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April 26, 2021 - 11:37am
posted by Howard B. Owens in Deal of the Day, advertisement.

Reminders of how the Deal of the Day program works:

  • To make purchases, you must be registered. Deal of the Day uses a registration system that is not connected to the registration for commenting on The Batavian (the main user login in the upper left of the homepage).
  • Once re gistered you must sign in using the "sign in" link in this box.
  • You click on the orange button, which appears if the item is not sold out, and it takes you to a PayPal button. This allows you to pay either with your PayPal account or with a credit card/debit card. The login for PayPal is completely separate from our accounts.
  • The first person to successfully complete the PayPal transaction wins the gift certificate.
  • You are eligible to buy the same item only once in a four-month period. We use the registration system to track this for you so you don't have to.
  • Only one gift certificate from the same business PER HOUSEHOLD is allowed in each four-month period. We do not have a way to automatically track duplicate purchases within a household; however, if we notice such a purchase, we reserve the right to cancel the purchase and refund the purchase money. Each individual buyer must use his or her own PayPal account for purchases. It's important that participating businesses not be asked to redeem multiple gift certificates from the same person/family at the same time.
  • Gift certificates should be used within 30 days of receipt.
  • Problems, questions, concerns about the Deal of the Day? Email Billie Owens:   [email protected]
April 26, 2021 - 11:29am
posted by Press Release in news, infrastructure, batavia.

From Laura A. Wadhams, P.E., assistant county engineer:

Upton Road between Route 33 and Rose Road in the Town of Batavia will be closed beginning May 3 through approximately Sept. 15th for a bridge replacement project.

The road will not be passable to regular traffic or emergency vehicles. A detour will be posted.

April 26, 2021 - 11:25am

From Kate Edwards, Advancement coordinator, DECA co-adviser, Notre Dame High School:

Notre Dame High School is pleased to announce a generous donation of $2,500 from Gerry and Carm Reinhart. This donation is given in the name of Scott D. "Fletch" Hale and will benefit Notre Dame's hockey and football programs.

Hale was a 1991 graduate of Batavia High School who excelled at hockey and football. He went on to Brockport State College graduating with a degree in Criminal Justice. He will be remembered for his larger than life personality and his kind heart.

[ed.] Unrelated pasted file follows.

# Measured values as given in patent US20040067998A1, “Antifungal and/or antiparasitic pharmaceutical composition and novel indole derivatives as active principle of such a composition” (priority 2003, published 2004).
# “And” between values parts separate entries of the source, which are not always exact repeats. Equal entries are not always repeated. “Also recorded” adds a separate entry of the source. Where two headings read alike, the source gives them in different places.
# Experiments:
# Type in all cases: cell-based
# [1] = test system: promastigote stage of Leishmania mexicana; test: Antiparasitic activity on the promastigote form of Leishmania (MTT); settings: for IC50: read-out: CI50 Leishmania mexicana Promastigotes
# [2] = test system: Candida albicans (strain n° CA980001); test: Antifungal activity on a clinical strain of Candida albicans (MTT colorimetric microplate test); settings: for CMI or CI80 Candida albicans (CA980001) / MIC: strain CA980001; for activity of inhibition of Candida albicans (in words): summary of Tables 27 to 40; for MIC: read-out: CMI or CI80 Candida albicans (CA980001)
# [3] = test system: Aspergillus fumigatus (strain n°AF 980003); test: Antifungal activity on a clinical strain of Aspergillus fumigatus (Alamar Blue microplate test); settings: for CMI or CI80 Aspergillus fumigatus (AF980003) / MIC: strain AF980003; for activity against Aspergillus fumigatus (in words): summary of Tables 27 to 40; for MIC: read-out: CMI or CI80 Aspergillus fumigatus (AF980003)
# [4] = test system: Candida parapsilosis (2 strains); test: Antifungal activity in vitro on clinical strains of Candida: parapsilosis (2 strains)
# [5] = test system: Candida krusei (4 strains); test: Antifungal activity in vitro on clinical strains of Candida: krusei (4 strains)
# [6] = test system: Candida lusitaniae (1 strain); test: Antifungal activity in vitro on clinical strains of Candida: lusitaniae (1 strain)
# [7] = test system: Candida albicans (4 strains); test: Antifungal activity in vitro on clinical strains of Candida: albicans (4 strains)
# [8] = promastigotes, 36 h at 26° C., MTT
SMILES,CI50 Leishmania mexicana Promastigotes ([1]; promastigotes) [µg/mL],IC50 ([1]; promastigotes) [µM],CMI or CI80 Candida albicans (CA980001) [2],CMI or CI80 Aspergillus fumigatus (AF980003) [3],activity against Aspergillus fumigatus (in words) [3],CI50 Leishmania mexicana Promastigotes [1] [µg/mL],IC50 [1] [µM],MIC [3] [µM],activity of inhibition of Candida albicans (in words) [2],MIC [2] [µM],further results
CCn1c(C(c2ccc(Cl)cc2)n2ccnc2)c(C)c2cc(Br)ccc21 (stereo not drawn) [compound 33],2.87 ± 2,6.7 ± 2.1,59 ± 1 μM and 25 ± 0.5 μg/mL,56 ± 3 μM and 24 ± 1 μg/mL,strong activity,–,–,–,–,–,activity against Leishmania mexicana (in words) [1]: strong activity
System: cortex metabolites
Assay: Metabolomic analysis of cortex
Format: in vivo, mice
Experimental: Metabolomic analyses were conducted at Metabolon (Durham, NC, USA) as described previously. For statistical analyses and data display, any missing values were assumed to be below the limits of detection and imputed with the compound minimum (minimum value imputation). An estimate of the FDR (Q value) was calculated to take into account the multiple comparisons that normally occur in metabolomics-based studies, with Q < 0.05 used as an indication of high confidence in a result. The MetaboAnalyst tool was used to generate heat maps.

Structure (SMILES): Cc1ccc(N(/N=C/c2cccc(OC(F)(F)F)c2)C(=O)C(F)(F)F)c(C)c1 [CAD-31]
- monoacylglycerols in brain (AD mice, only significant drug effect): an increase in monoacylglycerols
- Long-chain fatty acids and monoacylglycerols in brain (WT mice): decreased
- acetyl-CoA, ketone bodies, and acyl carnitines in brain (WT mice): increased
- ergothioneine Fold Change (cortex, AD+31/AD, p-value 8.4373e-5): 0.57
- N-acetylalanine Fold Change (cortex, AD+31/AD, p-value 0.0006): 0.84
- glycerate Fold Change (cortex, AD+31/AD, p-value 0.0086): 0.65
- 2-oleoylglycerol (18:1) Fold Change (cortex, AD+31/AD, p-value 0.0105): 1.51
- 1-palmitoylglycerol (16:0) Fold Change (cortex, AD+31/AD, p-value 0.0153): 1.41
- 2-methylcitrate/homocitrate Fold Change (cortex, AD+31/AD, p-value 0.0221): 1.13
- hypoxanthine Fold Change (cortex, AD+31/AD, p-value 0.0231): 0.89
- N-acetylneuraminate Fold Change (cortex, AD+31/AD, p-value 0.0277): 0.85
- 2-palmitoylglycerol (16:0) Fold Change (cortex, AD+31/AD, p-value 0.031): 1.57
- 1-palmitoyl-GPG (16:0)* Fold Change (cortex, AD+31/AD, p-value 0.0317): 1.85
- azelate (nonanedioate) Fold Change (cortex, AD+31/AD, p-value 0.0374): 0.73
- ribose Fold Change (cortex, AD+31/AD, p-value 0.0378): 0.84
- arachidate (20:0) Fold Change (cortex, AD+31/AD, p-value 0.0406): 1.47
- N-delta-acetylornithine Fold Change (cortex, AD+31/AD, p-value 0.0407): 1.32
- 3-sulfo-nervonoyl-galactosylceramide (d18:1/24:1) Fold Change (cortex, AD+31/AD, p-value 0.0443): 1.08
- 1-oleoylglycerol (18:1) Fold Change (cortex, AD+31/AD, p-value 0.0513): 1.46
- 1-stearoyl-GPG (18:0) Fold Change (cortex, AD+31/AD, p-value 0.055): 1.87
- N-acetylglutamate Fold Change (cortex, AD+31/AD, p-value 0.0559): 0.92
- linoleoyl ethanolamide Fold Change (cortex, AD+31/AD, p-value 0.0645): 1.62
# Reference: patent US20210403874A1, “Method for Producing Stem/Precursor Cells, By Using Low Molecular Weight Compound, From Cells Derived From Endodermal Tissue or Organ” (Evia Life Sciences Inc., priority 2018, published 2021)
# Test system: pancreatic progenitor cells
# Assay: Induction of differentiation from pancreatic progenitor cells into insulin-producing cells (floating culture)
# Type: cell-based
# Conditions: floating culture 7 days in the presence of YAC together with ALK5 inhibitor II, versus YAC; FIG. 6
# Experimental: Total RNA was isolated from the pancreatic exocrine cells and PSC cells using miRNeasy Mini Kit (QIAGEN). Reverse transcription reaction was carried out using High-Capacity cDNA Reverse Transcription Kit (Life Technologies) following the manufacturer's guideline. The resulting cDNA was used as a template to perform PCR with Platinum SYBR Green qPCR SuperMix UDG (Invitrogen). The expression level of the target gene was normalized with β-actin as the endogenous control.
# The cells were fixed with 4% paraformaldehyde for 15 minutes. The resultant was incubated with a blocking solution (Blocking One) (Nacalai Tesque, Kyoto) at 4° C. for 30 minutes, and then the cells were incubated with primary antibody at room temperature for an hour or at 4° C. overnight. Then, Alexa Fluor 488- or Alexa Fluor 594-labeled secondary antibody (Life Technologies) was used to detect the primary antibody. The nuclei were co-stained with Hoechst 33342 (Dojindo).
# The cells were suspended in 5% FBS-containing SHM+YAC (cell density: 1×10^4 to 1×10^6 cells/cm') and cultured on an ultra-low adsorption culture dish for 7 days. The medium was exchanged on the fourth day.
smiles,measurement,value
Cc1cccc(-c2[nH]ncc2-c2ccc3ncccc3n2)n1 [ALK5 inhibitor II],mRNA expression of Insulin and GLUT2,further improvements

For Hale's full obituary, click here.

April 25, 2021 - 11:15pm
posted by Howard B. Owens in pembroke, football, sports.
Video Sponsor

For much of the first quarter the Pembroke Dragons were in for a long, tough night, falling behind quickly 30-8 in their eight-man semifinal playoff game against the Perry Hornets.

It was a long evening but an exciting one with the Dragons battling all night to regain the lead and then hold on for the win 74-68.

Garrett Totten had nine carries for 175 yards and three touch downs, plus three receptions for 68 yards and two TDs.

QB Connor Peterson rushed 13 times for 93 yds and a TD and was 4 for 7 passing for 142 yards and three TDs.

Tyson Totten ran for 59 yards on three carries and scored a touchdown. He had one reception for 74 yds and a TD. 

On special teams, Avery Ferreira returned kickoff 45 yards for a touchdown.

On defense, Connor Peterson had 12 tackles a forced fumble, and a fumble recovery. Tyson Totten, 10 tackles and one interception. Keith Neureuter, three tackles, and two interceptions, with one returned for a 98 yard pick-six. Brandon Florian, four tackles and four sacks. Peter Farrington, five tackles a forced fumble, and a fumble recovery. Chase Guzdek, seven tackles, and a sack. 

"I am so proud of how our young men responded to adversity tonight," said Head Coach Jamie Johnson. "We were down 30-8 at the end of the first quarter and they could have just thrown in the towel. But they kept their faith in each other and kept playing hard.

"Perry had a great game plan and came ready to play but our guys just stuck with it and believed they could win this game. I couldn’t be more proud of them."

Photos by Elizabeth Gabbey.







April 25, 2021 - 8:59pm

Owners of Quicklee’s Convenience Stores have their eyes on the former site of the Bob Evans Restaurant at 204 Oak St. for a convenience store with a retail fuel station.

The City of Batavia Planning & Development Committee last week reviewed the sketch plan submitted by Patricia Bittar, director of land development projects for Quicklee’s, which has about two dozen stores/retail fuel locations – mostly in Livingston and Monroe counties.

“Right now, the site plan looks favorable. It fits really nice there, you know, with the Thruway exiting,” PDC Chair Duane Preston said.

According to a letter from Bittar to City Code Enforcement Officer Doug Randall, the proposed project involves converting the existing 3,771 square-foot building into two sections: 2,700-plus square feet for the convenience store and the remaining 1,000-plus square feet for a “quick service restaurant partner with a drive-thru window.”

Additional aspects of the site modification plan are as follows:

  • The 12-foot wide drive-thru lane will be situated along the east and north building walls, with a 13-foot wide escape lane adjacent to it;
  • The fueling area will be placed south of the existing structure, and will feature four fuel pumps under a 48-foot by 48-foot canopy;
  • Some of the existing concrete curb and asphalt pavement will be removed, and will be relocated on the site;
  • The existing curb cut onto Noonan Drive and the access drive along the east edge of the site will be maintained, while a right-out only curb cut, 12 feet in width, is proposed along the west edge of the site, connecting to Oak Street (Route 98);
  • Parking spaces would be reduced from 57 to 40, with sections of the existing parking area to be converted to green space. The company would need an area variance due to the fact that 68 parking spaces are required in that amount of space.